In addition to the synthetic thyroid medication, I have a daily routine of vitamin and mineral supplements in the hope that my body can process some of them, it seems to be working to some extent as many of the (rather unpleasant) symptoms I was experiencing have started to lessen. It’s a faff, ensuring that I take one tablet or capsule at least 4 hours away from the last or that I’ve taken X,Y or Z with a particular vitamin to enhance the chances of it being absorbed or that one thing is taken on an empty stomach while another needs to be taken with food.
To further support my struggling adrenals and thyroid, I have stopped eating a variety of things that up to now I’ve enjoyed without thinking about them. So caffeine is out (except for the little bit in an occasional chocolate) and gluten has almost gone, margarines and spreads replaced with butter and cold pressed extra virgin coconut oil, sugar reduced, salt increased… and so it goes on!

For me, the key to feeling better is to celebrate every single success, no matter how small or insignificant it seems at the time, because this allows me to feel like I am making progress and then when I take a setback, I have some positive memories to draw upon to lighten the disappointment.

Photo taken in December 2012 during a very sad time in my life
Even when everything seems gloomy, there is always something to smile about if I look hard enough. This oak tree was grown by my father from an acorn he picked up on the day that my son was born, it looks beautiful against the clear winter sky.
Mr J has just returned home clutching the next bottle of tablets for me (vitamin C with bioflavonoids in a ratio of 2 to 1, which, I read, is the most beneficial for adrenal support) and he’s brought me a fresh cup of decaf tea so now I’m feeling very pampered.

Having had lots of sleep last night, I’ve had a blissfully gentle start to the day and we will shortly get ready to head back to the smallholding. I’ve over done it for the last few days and I am feeling very worn out, so today is going to be a ‘pottering day’ which I suspect will include quite a lot of snoozing on the sofa.

Apparently it’s very cold outside today (I haven’t ventured much outside my duvet, let alone outside the door!) and this seems to me to be the perfect reason to light the wood burner in the kitchen, get out the sewing machine and make a start on some curtains. It won’t be too long before the new house starts to truly feel like our home.

Sunday, 22 November 2015

The strength of friendship

Our home at dusk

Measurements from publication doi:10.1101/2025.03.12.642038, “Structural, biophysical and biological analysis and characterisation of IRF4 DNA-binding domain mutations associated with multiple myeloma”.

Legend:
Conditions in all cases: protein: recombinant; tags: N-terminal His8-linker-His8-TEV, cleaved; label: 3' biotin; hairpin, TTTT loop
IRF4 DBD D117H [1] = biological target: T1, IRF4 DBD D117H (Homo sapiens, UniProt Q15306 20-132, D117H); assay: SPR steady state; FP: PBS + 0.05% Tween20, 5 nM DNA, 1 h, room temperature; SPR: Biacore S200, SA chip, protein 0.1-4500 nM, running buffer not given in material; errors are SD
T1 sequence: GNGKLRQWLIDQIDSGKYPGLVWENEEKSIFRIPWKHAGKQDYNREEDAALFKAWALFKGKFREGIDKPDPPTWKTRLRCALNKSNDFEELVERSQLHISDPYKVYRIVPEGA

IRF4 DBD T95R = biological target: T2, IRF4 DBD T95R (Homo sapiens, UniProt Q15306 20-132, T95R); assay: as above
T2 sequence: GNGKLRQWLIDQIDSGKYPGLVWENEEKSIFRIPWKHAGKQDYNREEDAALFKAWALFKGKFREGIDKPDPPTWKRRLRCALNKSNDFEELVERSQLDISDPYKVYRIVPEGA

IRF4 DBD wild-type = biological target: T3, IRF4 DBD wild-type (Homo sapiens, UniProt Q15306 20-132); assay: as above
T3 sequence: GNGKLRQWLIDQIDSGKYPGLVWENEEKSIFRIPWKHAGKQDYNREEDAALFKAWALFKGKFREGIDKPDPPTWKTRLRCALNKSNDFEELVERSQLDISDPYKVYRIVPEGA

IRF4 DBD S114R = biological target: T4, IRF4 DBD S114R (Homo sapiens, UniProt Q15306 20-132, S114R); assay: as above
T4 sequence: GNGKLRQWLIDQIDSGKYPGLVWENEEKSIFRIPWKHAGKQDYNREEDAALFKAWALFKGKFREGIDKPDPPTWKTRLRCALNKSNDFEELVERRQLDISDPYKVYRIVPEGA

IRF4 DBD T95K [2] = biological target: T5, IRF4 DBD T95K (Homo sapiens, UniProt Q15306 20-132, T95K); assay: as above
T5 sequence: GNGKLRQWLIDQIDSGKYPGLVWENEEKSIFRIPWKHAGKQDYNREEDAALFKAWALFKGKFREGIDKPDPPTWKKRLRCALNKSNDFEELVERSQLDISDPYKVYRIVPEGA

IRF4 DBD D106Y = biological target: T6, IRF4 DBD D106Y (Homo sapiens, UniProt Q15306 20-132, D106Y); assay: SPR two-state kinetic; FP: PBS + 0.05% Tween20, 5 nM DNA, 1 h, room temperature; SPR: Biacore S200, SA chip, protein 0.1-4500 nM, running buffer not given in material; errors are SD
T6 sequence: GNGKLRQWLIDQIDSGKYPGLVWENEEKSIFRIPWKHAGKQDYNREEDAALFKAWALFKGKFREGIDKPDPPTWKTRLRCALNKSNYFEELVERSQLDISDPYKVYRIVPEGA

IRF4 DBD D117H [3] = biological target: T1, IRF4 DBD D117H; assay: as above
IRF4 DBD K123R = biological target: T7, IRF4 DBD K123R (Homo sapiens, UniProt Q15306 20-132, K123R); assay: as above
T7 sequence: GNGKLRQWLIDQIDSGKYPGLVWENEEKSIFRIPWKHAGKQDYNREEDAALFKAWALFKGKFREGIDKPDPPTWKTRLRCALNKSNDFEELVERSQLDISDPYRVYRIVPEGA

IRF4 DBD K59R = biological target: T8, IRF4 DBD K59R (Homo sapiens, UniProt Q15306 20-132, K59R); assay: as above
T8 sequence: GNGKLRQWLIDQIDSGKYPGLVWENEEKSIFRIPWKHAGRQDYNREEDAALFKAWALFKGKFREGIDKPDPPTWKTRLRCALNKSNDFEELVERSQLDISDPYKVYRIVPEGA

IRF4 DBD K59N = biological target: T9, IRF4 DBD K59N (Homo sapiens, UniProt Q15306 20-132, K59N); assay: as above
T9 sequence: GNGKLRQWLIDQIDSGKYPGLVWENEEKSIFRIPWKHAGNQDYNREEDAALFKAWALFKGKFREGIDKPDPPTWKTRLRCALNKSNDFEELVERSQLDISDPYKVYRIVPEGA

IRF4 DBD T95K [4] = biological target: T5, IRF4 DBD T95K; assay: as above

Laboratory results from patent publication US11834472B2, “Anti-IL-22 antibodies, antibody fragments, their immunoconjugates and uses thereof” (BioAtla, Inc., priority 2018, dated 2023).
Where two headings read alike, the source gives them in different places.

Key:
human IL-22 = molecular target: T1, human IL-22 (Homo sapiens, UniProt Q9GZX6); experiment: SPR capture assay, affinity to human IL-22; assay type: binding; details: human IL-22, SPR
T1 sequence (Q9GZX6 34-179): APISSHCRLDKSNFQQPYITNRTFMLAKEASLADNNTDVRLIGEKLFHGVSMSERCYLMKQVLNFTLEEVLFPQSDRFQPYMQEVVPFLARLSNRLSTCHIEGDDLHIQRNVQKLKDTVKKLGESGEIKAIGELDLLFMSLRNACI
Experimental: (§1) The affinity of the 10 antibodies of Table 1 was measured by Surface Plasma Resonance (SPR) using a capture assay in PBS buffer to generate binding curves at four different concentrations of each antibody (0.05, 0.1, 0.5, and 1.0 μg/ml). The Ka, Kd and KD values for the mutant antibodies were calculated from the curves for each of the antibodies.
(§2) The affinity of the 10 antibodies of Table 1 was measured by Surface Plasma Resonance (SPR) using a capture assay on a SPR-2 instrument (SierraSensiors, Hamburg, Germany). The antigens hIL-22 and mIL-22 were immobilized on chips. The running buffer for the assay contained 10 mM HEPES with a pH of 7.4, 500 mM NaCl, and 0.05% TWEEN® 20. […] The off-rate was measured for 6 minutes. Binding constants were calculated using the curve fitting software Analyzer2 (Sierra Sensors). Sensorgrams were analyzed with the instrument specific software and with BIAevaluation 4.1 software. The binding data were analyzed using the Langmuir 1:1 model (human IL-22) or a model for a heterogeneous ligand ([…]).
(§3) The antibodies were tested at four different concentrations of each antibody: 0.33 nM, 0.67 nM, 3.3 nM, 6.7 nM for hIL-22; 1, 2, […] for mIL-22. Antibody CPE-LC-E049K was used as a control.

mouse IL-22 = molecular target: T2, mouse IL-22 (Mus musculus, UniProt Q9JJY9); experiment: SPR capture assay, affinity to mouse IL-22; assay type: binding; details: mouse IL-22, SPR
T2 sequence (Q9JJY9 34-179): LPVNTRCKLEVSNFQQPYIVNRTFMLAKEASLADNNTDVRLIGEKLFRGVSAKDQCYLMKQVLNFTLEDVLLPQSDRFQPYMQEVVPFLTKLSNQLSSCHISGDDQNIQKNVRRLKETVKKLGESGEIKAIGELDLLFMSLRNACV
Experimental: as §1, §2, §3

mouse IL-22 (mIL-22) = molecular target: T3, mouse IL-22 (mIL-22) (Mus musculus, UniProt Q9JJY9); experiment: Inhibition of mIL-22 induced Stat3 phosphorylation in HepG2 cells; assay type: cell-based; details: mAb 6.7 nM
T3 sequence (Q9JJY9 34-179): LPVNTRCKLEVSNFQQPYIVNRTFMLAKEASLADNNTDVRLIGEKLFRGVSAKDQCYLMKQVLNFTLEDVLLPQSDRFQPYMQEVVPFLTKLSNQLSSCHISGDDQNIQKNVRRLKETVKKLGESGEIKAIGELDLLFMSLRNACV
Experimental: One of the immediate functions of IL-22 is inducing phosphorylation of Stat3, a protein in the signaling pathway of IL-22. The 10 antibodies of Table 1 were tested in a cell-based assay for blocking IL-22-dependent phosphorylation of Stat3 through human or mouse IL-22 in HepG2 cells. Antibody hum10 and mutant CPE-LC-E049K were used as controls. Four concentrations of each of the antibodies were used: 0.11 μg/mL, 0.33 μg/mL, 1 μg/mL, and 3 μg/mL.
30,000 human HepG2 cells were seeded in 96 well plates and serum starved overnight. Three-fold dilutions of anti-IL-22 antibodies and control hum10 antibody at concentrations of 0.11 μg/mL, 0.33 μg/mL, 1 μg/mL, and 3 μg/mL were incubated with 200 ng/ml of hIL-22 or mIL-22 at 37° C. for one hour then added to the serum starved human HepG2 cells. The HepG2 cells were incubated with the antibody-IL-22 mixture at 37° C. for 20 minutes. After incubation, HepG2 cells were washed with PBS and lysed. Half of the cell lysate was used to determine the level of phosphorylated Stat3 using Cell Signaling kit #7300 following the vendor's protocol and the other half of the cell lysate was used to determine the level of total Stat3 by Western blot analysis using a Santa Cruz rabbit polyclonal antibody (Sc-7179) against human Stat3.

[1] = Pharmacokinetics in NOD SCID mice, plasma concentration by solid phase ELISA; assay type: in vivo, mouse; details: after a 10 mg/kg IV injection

After another five o'clock wake up, I managed to go back to sleep for a little while and didn't get up until nearly seven. This feels like luxury after months of three and four o'clock starts, not because I want or need to be up pre-dawn, but because my body isn't doing quite what is should and waking at inappropriate hours seems to be part and parcel of it.

So after what Mr J described as a 'sumptuous repast' we once again loaded the van and headed off to our smallholding where, in the dry-ish barn, we stored bits of wood that are bound to be useful and electrical 'things' (I've learnt it's better not to ask what they are for, just in case Mr J ever asks me why I want to keep some of the things that I have held on to for so many years).

We were back just in time for our friend Jane to arrive to help us. Jane is one of my oldest friends, not old in age, old as in we've known each other for a very long time.

Jane and Mr J loaded the van with some heavy old bits of furniture, much too heavy for me to be of use trying to lift it, while I rustled up some hot chicken sandwiches and a coffee. Lunch eaten, all three of us headed to Monmouthshire once again.

It was so exciting to be able to show Jane around the garden and talk to her about my plans for the fruit and vegetable garden. Jane in an excellent gardener and I've always admired her vision in creating a really lovely garden and I value her thoughts and advice. She ooh-ed and ahh-ed at all the right moments and let me enthuse about tumbledown piggeries and understood my ideas about turning a stinging nettle patch into a duck pond. We spotted a Little Egret flying overhead, I'd never heard the name before and thought it was white heron, but it was definitely a Little Egret (click here to find out more from RSPB).

Then we showed her the house and while I made more coffee, they carefully unloaded the furniture from the van and took it to the allotted rooms. What a fabulous achievement! We can now start moving in all the things that live in the cupboards and chests of drawers.

There are times in life when I am reminded of just how lucky I am. It's never the things, the trappings, the frippery that prompt these moments, today it was the generosity of my friend giving her energy (and strength) so freely, the laughter and the love. Yup, this evening I am feeling very fortunate indeed.

Inside the barn